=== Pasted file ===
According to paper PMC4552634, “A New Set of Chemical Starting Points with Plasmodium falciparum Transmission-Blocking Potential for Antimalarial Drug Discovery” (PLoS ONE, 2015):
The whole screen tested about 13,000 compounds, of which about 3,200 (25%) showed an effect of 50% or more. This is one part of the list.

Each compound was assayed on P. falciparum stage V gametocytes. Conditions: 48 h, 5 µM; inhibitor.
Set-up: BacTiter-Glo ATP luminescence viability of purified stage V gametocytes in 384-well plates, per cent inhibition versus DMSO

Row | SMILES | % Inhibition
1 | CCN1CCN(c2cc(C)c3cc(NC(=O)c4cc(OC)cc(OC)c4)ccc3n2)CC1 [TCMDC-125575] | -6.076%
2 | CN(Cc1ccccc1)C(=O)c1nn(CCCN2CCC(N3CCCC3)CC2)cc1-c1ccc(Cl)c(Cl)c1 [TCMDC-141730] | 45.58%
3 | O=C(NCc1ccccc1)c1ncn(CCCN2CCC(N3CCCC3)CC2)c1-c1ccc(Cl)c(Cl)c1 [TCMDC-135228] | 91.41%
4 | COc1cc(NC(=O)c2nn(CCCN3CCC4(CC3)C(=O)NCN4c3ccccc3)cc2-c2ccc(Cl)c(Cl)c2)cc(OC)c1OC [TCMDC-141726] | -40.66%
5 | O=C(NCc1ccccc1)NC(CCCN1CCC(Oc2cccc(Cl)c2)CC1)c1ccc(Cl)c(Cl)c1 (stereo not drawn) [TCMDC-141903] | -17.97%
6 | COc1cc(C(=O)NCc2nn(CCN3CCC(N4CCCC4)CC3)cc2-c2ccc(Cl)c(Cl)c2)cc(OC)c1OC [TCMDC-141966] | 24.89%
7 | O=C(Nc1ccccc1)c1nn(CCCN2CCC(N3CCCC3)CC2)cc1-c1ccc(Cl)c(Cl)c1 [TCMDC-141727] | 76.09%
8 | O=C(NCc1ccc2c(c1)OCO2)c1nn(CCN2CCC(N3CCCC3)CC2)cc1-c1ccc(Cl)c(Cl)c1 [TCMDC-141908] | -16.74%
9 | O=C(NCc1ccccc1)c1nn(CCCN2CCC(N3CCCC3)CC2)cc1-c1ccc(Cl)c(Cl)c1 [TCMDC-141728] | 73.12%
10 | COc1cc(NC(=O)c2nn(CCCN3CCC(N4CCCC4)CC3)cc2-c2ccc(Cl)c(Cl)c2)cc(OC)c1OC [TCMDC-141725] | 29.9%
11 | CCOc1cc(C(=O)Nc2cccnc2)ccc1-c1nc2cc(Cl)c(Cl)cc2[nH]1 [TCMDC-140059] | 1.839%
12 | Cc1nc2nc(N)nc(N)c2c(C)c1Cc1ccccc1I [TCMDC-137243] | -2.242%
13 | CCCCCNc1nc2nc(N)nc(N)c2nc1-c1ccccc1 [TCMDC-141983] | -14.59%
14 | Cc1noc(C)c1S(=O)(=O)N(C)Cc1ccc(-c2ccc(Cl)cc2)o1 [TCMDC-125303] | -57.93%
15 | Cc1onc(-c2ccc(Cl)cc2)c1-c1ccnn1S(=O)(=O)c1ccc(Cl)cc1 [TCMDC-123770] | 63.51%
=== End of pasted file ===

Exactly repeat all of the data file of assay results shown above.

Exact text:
According to paper PMC4552634, “A New Set of Chemical Starting Points with Plasmodium falciparum Transmission-Blocking Potential for Antimalarial Drug Discovery” (PLoS ONE, 2015):
The whole screen tested about 13,000 compounds, of which about 3,200 (25%) showed an effect of 50% or more. This is one part of the list.

Each compound was assayed on P. falciparum stage V gametocytes. Conditions: 48 h, 5 µM; inhibitor.
Set-up: BacTiter-Glo ATP luminescence viability of purified stage V gametocytes in 384-well plates, per cent inhibition versus DMSO

Row | SMILES | % Inhibition
1 | CCN1CCN(c2cc(C)c3cc(NC(=O)c4cc(OC)cc(OC)c4)ccc3n2)CC1 [TCMDC-125575] | -6.076%
2 | CN(Cc1ccccc1)C(=O)c1nn(CCCN2CCC(N3CCCC3)CC2)cc1-c1ccc(Cl)c(Cl)c1 [TCMDC-141730] | 45.58%
3 | O=C(NCc1ccccc1)c1ncn(CCCN2CCC(N3CCCC3)CC2)c1-c1ccc(Cl)c(Cl)c1 [TCMDC-135228] | 91.41%
4 | COc1cc(NC(=O)c2nn(CCCN3CCC4(CC3)C(=O)NCN4c3ccccc3)cc2-c2ccc(Cl)c(Cl)c2)cc(OC)c1OC [TCMDC-141726] | -40.66%
5 | O=C(NCc1ccccc1)NC(CCCN1CCC(Oc2cccc(Cl)c2)CC1)c1ccc(Cl)c(Cl)c1 (stereo not drawn) [TCMDC-141903] | -17.97%
6 | COc1cc(C(=O)NCc2nn(CCN3CCC(N4CCCC4)CC3)cc2-c2ccc(Cl)c(Cl)c2)cc(OC)c1OC [TCMDC-141966] | 24.89%
7 | O=C(Nc1ccccc1)c1nn(CCCN2CCC(N3CCCC3)CC2)cc1-c1ccc(Cl)c(Cl)c1 [TCMDC-141727] | 76.09%
8 | O=C(NCc1ccc2c(c1)OCO2)c1nn(CCN2CCC(N3CCCC3)CC2)cc1-c1ccc(Cl)c(Cl)c1 [TCMDC-141908] | -16.74%
9 | O=C(NCc1ccccc1)c1nn(CCCN2CCC(N3CCCC3)CC2)cc1-c1ccc(Cl)c(Cl)c1 [TCMDC-141728] | 73.12%
10 | COc1cc(NC(=O)c2nn(CCCN3CCC(N4CCCC4)CC3)cc2-c2ccc(Cl)c(Cl)c2)cc(OC)c1OC [TCMDC-141725] | 29.9%
11 | CCOc1cc(C(=O)Nc2cccnc2)ccc1-c1nc2cc(Cl)c(Cl)cc2[nH]1 [TCMDC-140059] | 1.839%
12 | Cc1nc2nc(N)nc(N)c2c(C)c1Cc1ccccc1I [TCMDC-137243] | -2.242%
13 | CCCCCNc1nc2nc(N)nc(N)c2nc1-c1ccccc1 [TCMDC-141983] | -14.59%
14 | Cc1noc(C)c1S(=O)(=O)N(C)Cc1ccc(-c2ccc(Cl)cc2)o1 [TCMDC-125303] | -57.93%
15 | Cc1onc(-c2ccc(Cl)cc2)c1-c1ccnn1S(=O)(=O)c1ccc(Cl)cc1 [TCMDC-123770] | 63.51%